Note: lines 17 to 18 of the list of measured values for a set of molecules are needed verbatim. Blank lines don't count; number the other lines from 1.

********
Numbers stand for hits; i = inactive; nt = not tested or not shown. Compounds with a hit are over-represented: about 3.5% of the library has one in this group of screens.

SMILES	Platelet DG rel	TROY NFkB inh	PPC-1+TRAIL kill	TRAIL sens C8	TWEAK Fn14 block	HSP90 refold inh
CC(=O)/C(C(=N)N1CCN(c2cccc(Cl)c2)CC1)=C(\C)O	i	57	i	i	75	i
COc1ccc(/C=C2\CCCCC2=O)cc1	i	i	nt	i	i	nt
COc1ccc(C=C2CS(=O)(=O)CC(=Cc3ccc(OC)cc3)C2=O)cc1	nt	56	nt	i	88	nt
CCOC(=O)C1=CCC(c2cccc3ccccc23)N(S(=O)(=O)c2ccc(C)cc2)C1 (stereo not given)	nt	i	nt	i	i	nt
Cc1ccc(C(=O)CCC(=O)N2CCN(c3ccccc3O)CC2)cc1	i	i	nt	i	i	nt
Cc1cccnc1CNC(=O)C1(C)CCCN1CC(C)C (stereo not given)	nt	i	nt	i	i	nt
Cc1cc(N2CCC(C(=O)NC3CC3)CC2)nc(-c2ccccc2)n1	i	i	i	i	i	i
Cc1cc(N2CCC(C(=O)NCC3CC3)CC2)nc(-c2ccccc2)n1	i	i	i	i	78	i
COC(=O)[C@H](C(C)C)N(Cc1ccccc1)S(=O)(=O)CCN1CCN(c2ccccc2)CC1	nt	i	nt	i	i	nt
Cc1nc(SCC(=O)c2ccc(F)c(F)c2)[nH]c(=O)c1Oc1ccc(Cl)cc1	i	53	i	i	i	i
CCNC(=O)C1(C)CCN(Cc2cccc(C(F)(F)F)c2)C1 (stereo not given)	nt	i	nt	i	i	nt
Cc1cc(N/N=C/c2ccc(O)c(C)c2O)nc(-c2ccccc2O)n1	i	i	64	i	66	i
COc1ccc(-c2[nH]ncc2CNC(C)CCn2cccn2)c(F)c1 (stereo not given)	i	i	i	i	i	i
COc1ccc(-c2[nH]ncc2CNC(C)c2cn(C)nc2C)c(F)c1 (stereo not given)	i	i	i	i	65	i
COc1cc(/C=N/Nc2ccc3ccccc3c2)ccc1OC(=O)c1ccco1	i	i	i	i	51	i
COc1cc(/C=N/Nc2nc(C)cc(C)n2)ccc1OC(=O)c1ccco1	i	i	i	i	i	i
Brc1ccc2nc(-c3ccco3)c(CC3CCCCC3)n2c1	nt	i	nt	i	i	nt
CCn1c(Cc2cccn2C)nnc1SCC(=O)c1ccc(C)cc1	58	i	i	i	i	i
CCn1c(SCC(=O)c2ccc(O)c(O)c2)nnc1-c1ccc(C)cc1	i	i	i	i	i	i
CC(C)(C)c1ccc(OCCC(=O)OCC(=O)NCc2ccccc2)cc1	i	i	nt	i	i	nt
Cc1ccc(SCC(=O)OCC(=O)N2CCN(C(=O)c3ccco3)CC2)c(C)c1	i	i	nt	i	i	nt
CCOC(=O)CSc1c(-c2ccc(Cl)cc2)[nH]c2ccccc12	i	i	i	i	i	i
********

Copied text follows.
COc1cc(/C=N/Nc2ccc3ccccc3c2)ccc1OC(=O)c1ccco1	i	i	i	i	51	i
COc1cc(/C=N/Nc2nc(C)cc(C)n2)ccc1OC(=O)c1ccco1	i	i	i	i	i	i